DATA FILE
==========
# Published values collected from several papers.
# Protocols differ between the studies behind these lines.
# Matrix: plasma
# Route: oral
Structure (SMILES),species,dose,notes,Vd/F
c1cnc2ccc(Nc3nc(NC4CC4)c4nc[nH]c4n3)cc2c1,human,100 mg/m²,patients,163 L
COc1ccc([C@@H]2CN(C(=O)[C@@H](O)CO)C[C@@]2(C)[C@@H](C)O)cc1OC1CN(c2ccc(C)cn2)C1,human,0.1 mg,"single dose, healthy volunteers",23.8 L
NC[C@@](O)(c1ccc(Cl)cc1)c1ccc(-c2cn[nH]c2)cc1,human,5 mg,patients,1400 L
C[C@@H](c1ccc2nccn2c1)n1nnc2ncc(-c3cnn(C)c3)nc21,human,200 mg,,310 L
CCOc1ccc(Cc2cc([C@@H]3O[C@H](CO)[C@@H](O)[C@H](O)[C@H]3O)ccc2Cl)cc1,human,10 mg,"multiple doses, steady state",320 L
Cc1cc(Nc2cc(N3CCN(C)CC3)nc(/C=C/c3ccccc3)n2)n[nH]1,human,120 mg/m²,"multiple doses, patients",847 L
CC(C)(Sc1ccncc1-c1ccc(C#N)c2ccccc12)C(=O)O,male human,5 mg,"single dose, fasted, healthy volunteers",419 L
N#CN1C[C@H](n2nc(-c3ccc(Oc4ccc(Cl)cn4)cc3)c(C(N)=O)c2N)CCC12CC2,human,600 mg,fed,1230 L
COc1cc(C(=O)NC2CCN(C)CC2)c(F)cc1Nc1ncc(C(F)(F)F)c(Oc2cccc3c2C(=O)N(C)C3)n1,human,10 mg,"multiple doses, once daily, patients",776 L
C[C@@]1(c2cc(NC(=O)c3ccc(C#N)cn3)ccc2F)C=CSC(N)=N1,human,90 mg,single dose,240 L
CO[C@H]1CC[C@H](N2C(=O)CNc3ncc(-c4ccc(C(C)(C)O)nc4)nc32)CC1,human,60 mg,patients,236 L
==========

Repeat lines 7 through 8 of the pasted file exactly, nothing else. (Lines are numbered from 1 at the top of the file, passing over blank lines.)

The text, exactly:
COc1ccc([C@@H]2CN(C(=O)[C@@H](O)CO)C[C@@]2(C)[C@@H](C)O)cc1OC1CN(c2ccc(C)cn2)C1,human,0.1 mg,"single dose, healthy volunteers",23.8 L
NC[C@@](O)(c1ccc(Cl)cc1)c1ccc(-c2cn[nH]c2)cc1,human,5 mg,patients,1400 L